Military

Arctic Convoy Veteran Stories Feature in New Slide Shows

on Monday, 27 April 2015. Posted in Military

Arctic convoy veterans living in Wiltshire and Swindon have allowed us to record and keep their accounts of life on board convoy ships in the Second World War.

Their accounts include dramatic moments, like receiving the order for PQ17 to scatter; reflective thoughts on the point of the convoys and memories of those who lost their lives; humorous anecdotes like the time when a man on watch realised the fin cutting through the water wasn’t a deadly torpedo ‘just a shark’.

Local 6th form students were given the opportunity to listen to some of these accounts and select from them those which they found of interest to create audio slide shows to publish on our website. One group were interested in the account of the battle to sink the German ship Scharnhorst, which became known as the battle of North Cape. A dramatic account of direct action against the enemy ship, to reduce the threat against the merchant ships on the convoy route. The second group chose a reflective piece about the 1944 convoy that repatriated 1,000s of Russian prisoners of war who were destined for the gulags.

The last group was fascinated by the accounts of life on board, the camaraderie, cockroach races, deck hockey games and other ways that the sailors passed the time when not on duty. The research helped one of the students understand more about the experiences of her relative who had served on the convoys.

All the slide shows produced by the students can now be seen on this website at http://www.wshc.org.uk/education/arctic-convoy-project.html

Wiltshire at War: Community Stories

on Tuesday, 21 October 2014. Posted in Events, Military

Our Heritage Lottery Funded project to uncover and share stories of the First World War Home Front in Wiltshire http://wiltshireatwar.org.uk/ is now moving into its second phase. Over the summer we have been out and about meeting people, making contacts and starting to identify some of the stories that we will be sharing and preserving. This month, we will be showing volunteers from across the county how to do this work so that they can find out and record more stories from their communities.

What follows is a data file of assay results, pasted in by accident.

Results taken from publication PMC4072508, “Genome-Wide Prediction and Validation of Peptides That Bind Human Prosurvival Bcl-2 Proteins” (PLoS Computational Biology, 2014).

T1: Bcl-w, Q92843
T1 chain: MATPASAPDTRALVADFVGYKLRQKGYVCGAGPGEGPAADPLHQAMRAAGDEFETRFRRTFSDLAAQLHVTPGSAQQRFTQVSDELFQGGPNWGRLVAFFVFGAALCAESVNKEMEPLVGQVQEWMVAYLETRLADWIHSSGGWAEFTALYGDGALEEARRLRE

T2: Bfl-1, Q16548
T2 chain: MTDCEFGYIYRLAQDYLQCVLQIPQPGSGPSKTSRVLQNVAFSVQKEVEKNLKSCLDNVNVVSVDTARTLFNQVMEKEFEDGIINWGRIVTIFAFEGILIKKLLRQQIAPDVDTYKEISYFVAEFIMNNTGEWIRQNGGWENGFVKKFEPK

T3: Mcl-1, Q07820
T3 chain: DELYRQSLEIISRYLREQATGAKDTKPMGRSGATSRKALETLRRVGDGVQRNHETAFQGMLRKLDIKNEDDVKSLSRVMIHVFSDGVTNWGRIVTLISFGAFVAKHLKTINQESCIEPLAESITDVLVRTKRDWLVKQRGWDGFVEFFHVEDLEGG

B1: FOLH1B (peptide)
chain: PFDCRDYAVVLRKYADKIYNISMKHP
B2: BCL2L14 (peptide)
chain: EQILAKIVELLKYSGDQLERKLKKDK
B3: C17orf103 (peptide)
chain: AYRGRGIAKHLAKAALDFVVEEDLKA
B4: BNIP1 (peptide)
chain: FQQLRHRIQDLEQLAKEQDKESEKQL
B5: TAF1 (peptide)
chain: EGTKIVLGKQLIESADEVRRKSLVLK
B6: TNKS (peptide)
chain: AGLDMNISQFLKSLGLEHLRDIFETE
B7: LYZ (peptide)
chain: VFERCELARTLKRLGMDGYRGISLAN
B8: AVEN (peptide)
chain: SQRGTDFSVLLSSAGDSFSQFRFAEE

Places are filling up fast, but if you are interested in coming along to one of these workshops they are taking place at:

Malmesbury Town Hall, 15 Oct 2pm
The Rifles Museum, Salisbury 21 Oct 2pm
Trowbridge Town Hall, 27 Oct 2pm

Full details and how to book a place can be found in the attached Wiltshire at War Training Invite.

Meanwhile, behind the scenes museum education officers are planning the schools element of the project, which will be starting next year and we are looking at the best options for how we present all the stories. This will be done through exhibitions in libraries, museums, village halls, churches etc as well as on a dedicated website.

If you have a story to share, would like to know more about the project or would be interested in hosting an exhibition please contact Emma Golby-Kirk at This email address is being protected from spambots. You need JavaScript enabled to view it. or on 02380 262629. You can also visit the project website at www.wiltshireatwar.org.uk

Tim Burge, Museums Officer, October 2014